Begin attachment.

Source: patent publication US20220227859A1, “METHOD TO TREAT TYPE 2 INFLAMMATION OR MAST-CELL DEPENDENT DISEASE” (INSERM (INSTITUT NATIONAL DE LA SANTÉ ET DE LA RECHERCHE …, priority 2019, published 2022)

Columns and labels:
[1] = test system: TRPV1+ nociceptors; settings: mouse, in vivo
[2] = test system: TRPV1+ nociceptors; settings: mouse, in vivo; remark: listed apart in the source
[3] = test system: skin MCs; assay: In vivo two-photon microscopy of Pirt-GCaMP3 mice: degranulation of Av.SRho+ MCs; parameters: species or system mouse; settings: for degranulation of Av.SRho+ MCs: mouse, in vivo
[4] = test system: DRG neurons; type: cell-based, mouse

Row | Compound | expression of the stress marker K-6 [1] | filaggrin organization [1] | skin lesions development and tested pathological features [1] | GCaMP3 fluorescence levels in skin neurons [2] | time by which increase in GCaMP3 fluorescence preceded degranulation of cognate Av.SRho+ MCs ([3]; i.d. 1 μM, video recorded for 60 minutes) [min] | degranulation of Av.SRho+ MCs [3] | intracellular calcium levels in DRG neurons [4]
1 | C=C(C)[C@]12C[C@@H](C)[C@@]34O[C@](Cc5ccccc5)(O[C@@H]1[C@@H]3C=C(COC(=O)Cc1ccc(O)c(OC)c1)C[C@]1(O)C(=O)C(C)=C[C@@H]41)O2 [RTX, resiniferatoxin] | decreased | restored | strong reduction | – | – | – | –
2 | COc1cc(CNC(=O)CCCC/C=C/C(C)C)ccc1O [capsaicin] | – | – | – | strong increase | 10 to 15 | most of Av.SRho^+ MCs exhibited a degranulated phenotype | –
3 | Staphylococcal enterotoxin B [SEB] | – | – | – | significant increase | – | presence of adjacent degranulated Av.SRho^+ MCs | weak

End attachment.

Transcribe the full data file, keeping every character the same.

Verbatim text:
Source: patent publication US20220227859A1, “METHOD TO TREAT TYPE 2 INFLAMMATION OR MAST-CELL DEPENDENT DISEASE” (INSERM (INSTITUT NATIONAL DE LA SANTÉ ET DE LA RECHERCHE …, priority 2019, published 2022)

Columns and labels:
[1] = test system: TRPV1+ nociceptors; settings: mouse, in vivo
[2] = test system: TRPV1+ nociceptors; settings: mouse, in vivo; remark: listed apart in the source
[3] = test system: skin MCs; assay: In vivo two-photon microscopy of Pirt-GCaMP3 mice: degranulation of Av.SRho+ MCs; parameters: species or system mouse; settings: for degranulation of Av.SRho+ MCs: mouse, in vivo
[4] = test system: DRG neurons; type: cell-based, mouse

Row | Compound | expression of the stress marker K-6 [1] | filaggrin organization [1] | skin lesions development and tested pathological features [1] | GCaMP3 fluorescence levels in skin neurons [2] | time by which increase in GCaMP3 fluorescence preceded degranulation of cognate Av.SRho+ MCs ([3]; i.d. 1 μM, video recorded for 60 minutes) [min] | degranulation of Av.SRho+ MCs [3] | intracellular calcium levels in DRG neurons [4]
1 | C=C(C)[C@]12C[C@@H](C)[C@@]34O[C@](Cc5ccccc5)(O[C@@H]1[C@@H]3C=C(COC(=O)Cc1ccc(O)c(OC)c1)C[C@]1(O)C(=O)C(C)=C[C@@H]41)O2 [RTX, resiniferatoxin] | decreased | restored | strong reduction | – | – | – | –
2 | COc1cc(CNC(=O)CCCC/C=C/C(C)C)ccc1O [capsaicin] | – | – | – | strong increase | 10 to 15 | most of Av.SRho^+ MCs exhibited a degranulated phenotype | –
3 | Staphylococcal enterotoxin B [SEB] | – | – | – | significant increase | – | presence of adjacent degranulated Av.SRho^+ MCs | weak